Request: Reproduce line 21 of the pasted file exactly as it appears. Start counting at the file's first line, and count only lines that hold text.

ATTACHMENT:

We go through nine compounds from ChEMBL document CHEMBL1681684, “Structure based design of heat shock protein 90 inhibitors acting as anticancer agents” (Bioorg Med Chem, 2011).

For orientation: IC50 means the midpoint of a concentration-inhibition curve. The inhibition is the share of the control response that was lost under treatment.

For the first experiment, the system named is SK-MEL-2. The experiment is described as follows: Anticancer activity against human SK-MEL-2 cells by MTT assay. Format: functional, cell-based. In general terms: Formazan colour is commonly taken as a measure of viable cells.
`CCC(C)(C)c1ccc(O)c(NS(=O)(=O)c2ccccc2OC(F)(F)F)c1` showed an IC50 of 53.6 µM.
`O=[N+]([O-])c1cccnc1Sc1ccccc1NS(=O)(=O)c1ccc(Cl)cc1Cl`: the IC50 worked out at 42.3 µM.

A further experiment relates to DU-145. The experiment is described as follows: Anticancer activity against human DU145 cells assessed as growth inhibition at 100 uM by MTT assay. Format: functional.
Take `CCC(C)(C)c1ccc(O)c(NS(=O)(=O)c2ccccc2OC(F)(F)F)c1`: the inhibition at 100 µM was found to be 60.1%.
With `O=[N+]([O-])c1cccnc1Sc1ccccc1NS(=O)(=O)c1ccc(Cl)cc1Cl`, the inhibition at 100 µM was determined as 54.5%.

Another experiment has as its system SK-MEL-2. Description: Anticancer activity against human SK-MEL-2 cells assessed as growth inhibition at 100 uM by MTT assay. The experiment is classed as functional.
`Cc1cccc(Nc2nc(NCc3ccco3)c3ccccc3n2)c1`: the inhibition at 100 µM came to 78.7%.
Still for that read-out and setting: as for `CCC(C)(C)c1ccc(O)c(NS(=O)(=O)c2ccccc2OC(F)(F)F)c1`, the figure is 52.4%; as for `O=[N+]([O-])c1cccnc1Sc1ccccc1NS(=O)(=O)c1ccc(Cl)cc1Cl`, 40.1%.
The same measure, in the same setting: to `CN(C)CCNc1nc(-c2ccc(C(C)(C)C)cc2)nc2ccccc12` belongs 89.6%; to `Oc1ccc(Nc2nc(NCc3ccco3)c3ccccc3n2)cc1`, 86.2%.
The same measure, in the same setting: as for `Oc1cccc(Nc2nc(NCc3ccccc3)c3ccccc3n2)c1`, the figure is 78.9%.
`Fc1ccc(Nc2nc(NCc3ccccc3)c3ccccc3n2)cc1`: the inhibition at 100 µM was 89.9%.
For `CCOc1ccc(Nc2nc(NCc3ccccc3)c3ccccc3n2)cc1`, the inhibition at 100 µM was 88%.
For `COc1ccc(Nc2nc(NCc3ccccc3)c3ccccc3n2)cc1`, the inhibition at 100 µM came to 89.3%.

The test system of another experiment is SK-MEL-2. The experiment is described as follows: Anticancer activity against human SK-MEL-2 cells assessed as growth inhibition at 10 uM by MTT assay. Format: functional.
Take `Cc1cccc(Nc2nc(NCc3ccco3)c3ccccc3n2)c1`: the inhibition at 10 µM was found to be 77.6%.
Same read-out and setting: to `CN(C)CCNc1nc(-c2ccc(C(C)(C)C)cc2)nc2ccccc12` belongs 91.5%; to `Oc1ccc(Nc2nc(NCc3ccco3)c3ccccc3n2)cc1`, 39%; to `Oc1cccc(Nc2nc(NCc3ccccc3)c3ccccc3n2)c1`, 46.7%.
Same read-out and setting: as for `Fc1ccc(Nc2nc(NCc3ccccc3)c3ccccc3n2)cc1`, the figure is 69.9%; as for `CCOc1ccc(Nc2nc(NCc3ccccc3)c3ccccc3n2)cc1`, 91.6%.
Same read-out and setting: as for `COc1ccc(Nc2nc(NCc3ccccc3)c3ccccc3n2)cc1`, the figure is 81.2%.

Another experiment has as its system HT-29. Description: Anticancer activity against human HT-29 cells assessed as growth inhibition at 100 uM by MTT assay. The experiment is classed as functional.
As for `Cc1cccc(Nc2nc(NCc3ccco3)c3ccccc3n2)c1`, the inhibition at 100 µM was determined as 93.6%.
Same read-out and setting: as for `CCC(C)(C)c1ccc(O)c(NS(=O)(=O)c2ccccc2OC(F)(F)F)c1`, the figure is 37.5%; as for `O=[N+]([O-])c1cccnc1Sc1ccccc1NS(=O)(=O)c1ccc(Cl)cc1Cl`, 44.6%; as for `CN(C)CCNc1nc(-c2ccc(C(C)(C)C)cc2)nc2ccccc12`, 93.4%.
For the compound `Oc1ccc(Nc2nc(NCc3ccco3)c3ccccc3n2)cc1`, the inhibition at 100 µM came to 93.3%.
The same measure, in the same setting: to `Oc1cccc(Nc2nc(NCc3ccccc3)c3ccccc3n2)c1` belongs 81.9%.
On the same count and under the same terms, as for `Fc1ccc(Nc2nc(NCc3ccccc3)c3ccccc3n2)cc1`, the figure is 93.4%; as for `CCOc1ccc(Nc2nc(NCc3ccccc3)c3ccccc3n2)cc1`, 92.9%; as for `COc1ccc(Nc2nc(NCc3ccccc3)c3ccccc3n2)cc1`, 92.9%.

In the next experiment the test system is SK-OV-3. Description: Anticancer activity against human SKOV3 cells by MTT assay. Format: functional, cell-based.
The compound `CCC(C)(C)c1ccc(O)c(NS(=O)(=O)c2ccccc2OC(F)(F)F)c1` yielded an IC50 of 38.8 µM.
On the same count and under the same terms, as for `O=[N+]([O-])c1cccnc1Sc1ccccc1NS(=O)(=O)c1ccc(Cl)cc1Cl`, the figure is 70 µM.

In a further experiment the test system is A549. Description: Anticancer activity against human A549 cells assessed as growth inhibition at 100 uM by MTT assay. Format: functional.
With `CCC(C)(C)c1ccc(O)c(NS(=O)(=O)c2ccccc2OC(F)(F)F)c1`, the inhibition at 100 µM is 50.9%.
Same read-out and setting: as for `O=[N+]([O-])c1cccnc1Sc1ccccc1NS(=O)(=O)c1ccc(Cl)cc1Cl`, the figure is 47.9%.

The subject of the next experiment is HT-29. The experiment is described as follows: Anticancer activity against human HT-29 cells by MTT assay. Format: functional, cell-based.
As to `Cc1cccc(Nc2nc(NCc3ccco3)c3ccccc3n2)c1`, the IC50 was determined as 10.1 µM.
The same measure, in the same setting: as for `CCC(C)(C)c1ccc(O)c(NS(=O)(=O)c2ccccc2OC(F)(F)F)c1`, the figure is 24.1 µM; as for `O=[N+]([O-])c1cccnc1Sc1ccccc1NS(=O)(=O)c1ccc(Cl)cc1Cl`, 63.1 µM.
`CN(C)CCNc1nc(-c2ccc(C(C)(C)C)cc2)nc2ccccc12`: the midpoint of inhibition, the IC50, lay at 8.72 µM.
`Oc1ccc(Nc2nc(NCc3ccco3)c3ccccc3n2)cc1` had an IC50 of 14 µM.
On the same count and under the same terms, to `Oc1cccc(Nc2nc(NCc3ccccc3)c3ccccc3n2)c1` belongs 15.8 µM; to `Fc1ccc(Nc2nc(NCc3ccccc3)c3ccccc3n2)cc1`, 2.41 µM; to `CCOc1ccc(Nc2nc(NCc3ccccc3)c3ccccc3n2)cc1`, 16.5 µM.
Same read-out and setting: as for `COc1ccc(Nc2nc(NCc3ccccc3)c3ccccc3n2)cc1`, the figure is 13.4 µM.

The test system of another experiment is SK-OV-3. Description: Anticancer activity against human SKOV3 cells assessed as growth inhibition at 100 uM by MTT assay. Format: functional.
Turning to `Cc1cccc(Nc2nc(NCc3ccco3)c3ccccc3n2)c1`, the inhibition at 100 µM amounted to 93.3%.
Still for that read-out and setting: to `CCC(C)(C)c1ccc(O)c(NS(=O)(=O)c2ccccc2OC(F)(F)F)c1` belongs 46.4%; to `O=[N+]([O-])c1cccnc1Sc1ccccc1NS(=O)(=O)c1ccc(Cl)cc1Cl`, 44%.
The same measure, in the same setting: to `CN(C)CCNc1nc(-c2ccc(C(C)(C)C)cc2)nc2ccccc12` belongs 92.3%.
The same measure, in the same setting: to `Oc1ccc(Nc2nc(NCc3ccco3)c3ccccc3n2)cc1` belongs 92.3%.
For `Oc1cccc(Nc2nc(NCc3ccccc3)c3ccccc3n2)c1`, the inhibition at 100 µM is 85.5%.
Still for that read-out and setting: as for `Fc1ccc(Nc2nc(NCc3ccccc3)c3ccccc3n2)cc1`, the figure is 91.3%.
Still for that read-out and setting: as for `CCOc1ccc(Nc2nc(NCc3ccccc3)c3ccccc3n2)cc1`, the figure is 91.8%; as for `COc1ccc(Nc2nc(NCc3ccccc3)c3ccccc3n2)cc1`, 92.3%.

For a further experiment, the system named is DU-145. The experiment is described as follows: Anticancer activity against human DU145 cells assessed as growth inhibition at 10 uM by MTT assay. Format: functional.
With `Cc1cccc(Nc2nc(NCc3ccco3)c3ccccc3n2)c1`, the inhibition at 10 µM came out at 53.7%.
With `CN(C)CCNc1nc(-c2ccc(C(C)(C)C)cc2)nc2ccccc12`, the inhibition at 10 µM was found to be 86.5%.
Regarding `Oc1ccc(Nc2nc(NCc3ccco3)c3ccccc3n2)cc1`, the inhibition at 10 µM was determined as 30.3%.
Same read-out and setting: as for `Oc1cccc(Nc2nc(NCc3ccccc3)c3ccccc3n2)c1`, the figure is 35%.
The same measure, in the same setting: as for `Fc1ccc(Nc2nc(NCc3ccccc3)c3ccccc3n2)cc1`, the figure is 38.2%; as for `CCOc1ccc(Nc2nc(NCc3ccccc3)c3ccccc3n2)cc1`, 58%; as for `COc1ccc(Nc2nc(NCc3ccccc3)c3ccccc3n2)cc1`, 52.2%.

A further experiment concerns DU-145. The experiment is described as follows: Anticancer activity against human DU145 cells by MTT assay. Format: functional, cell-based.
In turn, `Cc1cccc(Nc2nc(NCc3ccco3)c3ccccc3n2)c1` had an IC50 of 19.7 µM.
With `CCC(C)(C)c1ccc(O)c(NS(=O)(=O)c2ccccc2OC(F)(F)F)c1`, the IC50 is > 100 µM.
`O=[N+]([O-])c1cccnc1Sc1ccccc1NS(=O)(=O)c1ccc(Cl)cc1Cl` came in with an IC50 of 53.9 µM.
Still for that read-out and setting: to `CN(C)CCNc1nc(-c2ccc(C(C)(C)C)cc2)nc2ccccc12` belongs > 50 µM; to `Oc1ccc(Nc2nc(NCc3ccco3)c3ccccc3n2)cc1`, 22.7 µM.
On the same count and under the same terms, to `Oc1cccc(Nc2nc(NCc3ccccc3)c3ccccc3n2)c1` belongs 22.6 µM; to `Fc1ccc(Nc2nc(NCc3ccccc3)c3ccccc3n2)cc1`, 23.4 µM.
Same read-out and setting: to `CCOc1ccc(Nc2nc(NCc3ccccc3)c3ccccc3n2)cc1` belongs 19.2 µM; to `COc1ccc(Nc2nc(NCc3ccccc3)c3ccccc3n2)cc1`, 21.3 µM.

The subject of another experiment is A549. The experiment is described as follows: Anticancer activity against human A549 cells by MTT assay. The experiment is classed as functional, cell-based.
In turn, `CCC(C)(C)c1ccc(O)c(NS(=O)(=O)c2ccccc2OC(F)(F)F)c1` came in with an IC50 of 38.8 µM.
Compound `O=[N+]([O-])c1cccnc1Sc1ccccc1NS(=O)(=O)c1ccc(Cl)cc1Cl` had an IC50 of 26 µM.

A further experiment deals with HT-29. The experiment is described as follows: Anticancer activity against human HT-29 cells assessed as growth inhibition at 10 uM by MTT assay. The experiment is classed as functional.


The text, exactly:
Same read-out and setting: as for `COc1ccc(Nc2nc(NCc3ccccc3)c3ccccc3n2)cc1`, the figure is 81.2%.